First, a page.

Volume 18 Number 32
                       Produced: Tue Feb  7  0:01:17 1995

Subjects Discussed In This Issue: 

         [Josh Backon]
Drashot before Musaf
         [Aryeh Frimer]
First Aliya in Absence of a Kohen
         [Jerrold Landau]
Hills and Sunset
         [Jeff Mandin]
Humrot (stringencies)
         [Aryeh Frimer]
Kadish before Mussaf and Meat before Fish
         [Jeremy Lebrett]
Kedushas Shevi'is in Chul
         [David Goldhar]
Lvov Incident
         [Jay Rovner]
         [Mordechai Zvi Juni]
Question on Peyut Language
         [Joe Wetstein]
Seven Clean Days
         [Eliyahu Teitz]
Shmitta Fruit - Again
         [ Dr. Jeremy Schiff]
Shmitta Produce outside of Israel
         [Michael J Broyde]
Titles in Signatures
         [Leah S. Gordon]


From: <BACKON@...> (Josh Backon)
Date: Mon,  6 Feb 95 8:18 +0200
Subject: Re: Chumrot

Ben Yudkin asked about sources relating to the pros and cons of keeping
Chumrot. Harav Moshe Weinberger wrote a very interesting article ("Keeping
up with the Katz's: The Chumra syndrome - An Halachic inquiry") in JEWISH
ACTION, 1988 (I believe it was the Rosh Hashana issue).



From: Aryeh Frimer <F66235@...>
Date: Mon, 06 Feb 95 08:45 O
Subject: Re: Drashot before Musaf

   The "Rabbi's Sermon" in most American Shul's is given after returning
the Torah to the Ark, before the Kaddish of Musaf. The issue of Hefsek
(interruption) pivots on the question of whether that kaddish is an
introduction to Musaf or the conclusion of Keri'at ha-Torah. I'd like to
note that Hineni, said on the Yamim Noraim, is also said there, as is
"Geshem" and "Tal" in Erets Yisrael (where we don't say the piyut as
part of Hazarat ha-Shats).
   Rav Hershel Shachter shlita in Nefesh ha-Rav has a discussion of the
role of Kaddish as a closing prayer, introductory prayer and/or a
separation between different parts of the tefillah. However, I never
really understood what the problem is, even if the kaddish goes back
to kria't ha-Torah.    After all, the Drasha is in fact an
extension of the public limud ha-Torah as is the meturgaman (the
translator from Hebrew to Aramaic in the time of Chazal). So even if the
kaddish goes back to the Torah reading, what's the problem? In addition
we include many prayers and Supplications as part of the keriat ha-Torah
(e.g., Misheberachs for the one getting an aliyah, his family, those
that are ill, those who don't say lashon ha-ra, Chayalei tsahal, yekum
purkan, tefillat hachodesh etc.etc.) Why should Hineni be any different?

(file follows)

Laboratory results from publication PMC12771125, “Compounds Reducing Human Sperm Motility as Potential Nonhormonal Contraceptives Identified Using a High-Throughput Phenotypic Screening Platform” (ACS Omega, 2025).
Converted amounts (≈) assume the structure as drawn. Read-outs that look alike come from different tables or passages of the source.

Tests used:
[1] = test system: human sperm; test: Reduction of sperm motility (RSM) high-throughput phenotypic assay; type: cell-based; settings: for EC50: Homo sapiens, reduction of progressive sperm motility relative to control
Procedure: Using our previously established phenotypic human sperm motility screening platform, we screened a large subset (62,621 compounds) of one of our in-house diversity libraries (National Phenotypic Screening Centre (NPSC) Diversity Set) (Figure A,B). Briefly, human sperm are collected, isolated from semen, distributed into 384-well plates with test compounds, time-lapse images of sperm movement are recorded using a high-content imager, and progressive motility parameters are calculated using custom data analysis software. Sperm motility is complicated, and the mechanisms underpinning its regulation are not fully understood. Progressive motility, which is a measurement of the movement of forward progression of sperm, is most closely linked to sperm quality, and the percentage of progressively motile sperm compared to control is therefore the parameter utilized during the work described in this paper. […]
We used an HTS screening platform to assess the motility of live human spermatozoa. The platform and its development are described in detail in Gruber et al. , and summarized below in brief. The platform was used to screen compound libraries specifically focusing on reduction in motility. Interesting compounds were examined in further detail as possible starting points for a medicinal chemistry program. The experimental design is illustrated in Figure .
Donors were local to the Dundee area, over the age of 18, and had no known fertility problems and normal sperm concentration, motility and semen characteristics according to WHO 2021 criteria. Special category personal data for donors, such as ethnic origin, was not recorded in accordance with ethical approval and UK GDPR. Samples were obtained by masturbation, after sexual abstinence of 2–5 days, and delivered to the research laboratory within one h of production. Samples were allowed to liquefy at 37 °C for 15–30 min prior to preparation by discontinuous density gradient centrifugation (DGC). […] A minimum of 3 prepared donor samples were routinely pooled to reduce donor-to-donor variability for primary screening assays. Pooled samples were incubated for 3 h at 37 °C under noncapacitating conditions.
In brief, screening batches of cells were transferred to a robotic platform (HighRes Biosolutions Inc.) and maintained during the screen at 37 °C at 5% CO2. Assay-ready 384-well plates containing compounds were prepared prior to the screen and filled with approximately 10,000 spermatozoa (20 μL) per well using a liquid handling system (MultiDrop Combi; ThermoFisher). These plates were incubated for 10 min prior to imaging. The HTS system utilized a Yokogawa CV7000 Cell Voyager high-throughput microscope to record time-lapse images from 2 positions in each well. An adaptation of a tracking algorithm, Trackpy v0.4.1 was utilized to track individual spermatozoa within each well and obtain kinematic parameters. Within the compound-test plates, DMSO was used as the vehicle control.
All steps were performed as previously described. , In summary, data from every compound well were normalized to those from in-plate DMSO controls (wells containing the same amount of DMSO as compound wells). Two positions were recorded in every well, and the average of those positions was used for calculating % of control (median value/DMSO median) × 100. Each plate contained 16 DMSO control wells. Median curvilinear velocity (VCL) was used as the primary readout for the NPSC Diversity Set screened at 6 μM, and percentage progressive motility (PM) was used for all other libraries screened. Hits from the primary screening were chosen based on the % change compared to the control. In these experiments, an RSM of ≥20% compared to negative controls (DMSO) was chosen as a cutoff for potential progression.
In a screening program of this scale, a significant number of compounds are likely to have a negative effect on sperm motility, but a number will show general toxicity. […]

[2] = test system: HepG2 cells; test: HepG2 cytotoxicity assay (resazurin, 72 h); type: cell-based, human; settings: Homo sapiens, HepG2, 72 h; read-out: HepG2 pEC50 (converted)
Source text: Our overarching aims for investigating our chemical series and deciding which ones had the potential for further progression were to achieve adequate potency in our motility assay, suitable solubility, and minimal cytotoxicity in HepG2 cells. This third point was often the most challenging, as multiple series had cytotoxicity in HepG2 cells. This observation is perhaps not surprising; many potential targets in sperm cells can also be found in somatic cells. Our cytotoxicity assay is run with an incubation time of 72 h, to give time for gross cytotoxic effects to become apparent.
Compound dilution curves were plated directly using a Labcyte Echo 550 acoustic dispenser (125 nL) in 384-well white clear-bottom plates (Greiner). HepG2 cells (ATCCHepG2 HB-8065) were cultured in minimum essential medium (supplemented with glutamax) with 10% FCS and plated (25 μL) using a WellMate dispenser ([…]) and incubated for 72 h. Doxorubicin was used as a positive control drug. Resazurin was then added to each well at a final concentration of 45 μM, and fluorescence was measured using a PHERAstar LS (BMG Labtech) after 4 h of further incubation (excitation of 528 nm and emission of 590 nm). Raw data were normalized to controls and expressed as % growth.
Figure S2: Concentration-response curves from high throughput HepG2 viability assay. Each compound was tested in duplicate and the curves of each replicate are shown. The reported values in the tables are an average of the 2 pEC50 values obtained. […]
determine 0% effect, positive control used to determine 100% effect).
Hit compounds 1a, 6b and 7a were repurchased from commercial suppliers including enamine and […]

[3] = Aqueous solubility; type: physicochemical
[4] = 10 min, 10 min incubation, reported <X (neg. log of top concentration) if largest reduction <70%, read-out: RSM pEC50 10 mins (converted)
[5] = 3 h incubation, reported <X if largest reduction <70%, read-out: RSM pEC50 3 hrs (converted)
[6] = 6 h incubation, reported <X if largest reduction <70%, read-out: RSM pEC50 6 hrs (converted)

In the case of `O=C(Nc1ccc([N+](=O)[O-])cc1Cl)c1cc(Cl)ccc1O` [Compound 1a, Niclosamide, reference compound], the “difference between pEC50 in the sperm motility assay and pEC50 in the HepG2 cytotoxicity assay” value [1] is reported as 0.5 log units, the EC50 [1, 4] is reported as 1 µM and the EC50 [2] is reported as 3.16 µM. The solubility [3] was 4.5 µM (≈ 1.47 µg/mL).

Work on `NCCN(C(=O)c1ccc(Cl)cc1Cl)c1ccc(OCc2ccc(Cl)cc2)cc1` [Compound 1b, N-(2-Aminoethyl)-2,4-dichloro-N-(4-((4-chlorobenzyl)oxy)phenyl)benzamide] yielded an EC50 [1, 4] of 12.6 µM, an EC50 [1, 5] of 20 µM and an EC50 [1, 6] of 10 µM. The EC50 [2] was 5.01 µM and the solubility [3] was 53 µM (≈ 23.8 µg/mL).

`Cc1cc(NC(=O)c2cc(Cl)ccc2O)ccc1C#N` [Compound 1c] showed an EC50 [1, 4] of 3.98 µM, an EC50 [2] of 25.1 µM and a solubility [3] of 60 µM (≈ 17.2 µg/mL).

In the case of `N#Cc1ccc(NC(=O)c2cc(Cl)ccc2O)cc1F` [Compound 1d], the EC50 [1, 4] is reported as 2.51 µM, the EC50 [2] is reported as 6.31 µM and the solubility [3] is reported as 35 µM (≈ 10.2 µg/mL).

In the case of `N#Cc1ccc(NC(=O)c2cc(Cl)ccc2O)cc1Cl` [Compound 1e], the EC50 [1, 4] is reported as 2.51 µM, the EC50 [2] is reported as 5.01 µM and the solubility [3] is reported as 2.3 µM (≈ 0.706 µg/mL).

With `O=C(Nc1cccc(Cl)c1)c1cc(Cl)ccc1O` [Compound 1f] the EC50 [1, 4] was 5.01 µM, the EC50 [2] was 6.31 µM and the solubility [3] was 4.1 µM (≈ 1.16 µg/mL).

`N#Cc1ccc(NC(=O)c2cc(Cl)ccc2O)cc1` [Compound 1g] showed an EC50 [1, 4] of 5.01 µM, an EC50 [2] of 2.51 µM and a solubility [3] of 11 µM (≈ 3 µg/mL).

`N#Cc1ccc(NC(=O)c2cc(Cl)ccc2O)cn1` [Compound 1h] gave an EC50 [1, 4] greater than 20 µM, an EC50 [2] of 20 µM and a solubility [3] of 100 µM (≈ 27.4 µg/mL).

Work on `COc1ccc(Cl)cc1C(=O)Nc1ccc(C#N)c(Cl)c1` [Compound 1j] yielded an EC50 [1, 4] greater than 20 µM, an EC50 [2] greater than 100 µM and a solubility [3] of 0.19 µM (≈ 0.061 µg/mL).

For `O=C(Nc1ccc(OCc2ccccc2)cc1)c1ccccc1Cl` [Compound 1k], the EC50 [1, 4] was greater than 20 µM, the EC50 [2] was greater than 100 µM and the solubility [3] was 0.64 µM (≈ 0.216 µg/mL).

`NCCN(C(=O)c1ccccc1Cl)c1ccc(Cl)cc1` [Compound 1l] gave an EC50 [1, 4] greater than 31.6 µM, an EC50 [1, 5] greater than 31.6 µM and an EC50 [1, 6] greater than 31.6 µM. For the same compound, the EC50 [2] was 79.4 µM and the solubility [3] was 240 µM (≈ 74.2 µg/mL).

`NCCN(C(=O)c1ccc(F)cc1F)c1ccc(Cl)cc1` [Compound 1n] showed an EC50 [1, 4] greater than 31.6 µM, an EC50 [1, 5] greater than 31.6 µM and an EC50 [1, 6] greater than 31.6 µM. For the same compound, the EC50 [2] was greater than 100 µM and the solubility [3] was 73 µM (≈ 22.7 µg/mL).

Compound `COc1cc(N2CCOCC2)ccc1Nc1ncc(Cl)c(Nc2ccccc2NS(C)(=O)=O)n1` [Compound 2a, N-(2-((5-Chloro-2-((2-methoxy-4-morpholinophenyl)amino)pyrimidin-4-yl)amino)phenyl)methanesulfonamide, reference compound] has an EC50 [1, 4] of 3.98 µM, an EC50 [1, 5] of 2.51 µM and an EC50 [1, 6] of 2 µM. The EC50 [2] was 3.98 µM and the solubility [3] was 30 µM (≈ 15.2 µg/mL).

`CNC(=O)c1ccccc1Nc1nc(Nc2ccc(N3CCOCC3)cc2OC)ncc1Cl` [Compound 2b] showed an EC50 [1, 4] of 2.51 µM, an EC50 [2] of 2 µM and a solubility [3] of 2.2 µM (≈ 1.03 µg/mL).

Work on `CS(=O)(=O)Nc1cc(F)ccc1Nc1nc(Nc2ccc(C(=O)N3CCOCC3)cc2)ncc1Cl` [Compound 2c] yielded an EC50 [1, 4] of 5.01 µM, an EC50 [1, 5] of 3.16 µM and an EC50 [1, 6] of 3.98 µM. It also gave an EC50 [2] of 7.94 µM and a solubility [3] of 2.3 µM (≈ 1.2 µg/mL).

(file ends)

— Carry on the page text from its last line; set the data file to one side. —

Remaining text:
Where do we find that Kaddish must be said the second the Torah is
returned? How then can we say uv-nuchoh Yomar?


From: <LANDAU@...> (Jerrold Landau)
Date: Mon, 6 Feb 95 11:28:18 EST
Subject: First Aliya in Absence of a Kohen

In many shuls, when a kohen is not present, a levi will be called up for
the first aliya.  In some shuls, there seems to be a minhag (custom) not
to call up a levi in such a case, but rather to call up a yisrael
instead for the first aliya.  Does anyone know the source and reasoning
behind this latter minhag?

Jerrold Landau


From: Jeff Mandin <jeff@...>
Date: Mon, 6 Feb 95 14:38:37 -0500
Subject: Hills and Sunset

Jonathan Jacobson writes:

>I happened to be in Palm Springs, CA this past November.  I called the
>Lubavitch hot line to find out what time Shabbos started and ended and it
>started at 3:55, at least 40 minutes before sunset.  I was told by a friend
>of mine this has to do with the fact that the sun sets over the mountains and
>you can't see it once it reaches that point so that is when to base the time
>of candle lighting.

I think its based on the gemara in the second perek of Shabat where an
Amora instructs his slave(approximately): "You who are not familiar["boki"] 
w/ the exact time, when the sun is in the treetops, light the lamp".

A Rav here in Manhattan accordingly holds that melacha should be avoided 
at least 10 minutes before sunset (as at that time the sun is behind the 
foothills of New Jersey.


From: Aryeh Frimer <F66235@...>
Date: Mon, 06 Feb 95 10:41 O
Subject: Re: Humrot (stringencies)

        A while back during the heated discussion on Humrot, I quoted a
Maharsha (without reference) which states that if one is stringent when
in doubt, he/she certainly get a share to the world to come. But if one
seeks out sound grounds to be lenient and acts accordingly, he/she not
only get a share to the world to come (for learning Torah) but also
enjoy this world as well! The Maharsha is in the Hiddushei aggadot to
Hulin 44b (in Vilna Shas edition of the Maharsha there is an error in
the pagination and it says 44a) s.v. "Ha-Roeh tereifa".
       Being more machmir is not better. Study Torah so you can enjoy
both this world and the next!


From: Jeremy Lebrett <JEREMY.LEBRETT@...>
Date: Mon, 6 Feb 1995 10:47:05 +0000
Subject: Kadish before Mussaf and Meat before Fish

1) In our Shul, when the Rov speaks, he does so before Mussaf. 
   Ashrei, on these occasions, is said after the Drasha (rather 
   than immediately after Leining), followed by Kadish and Mussaf.

2) I once asked about eating fish after meat and was told that as
   long as one takes the same precautions as when eating meat after
   fish (eg. separate crockery, cutlery, having a drink/eating bread 
   to ensure one's mouth is clear, etc.) it is perfectly OK.


From: David Goldhar <dgoldhar@...>
Date: Mon, 06 Feb 95 13:47:38 
Subject: Kedushas Shevi'is in Chul

On a visit to London after the last Shmittah (5747), I asked Dayan
Lopian about the Israeli fruits on sale there. I was told that there was
no problem EATING the fruit (though it had Kedushah), even if there was
an ISSUR in exporting it from Israel.


From: <JAROVNER@...> (Jay Rovner)
Date: Mon, 06 Feb 1995 11:27:22 -0400 (EDT)
Subject: Re: Lvov Incident

i am requesting responses based upon halakhic considerations or 
information based upon knowledge of local or individual practices (minhag 
shel yahid) relevant to the following situation.
in about 1836, a resident of Lvov, evidently a member of the Hassidic 
shul there, declared that, since he had been saved from some terrible 
troubles in a miraculous may, he was going to refrain from putting on 
phylacteries on the 3rd and 4th day of hol ha-moed sukkot, from that year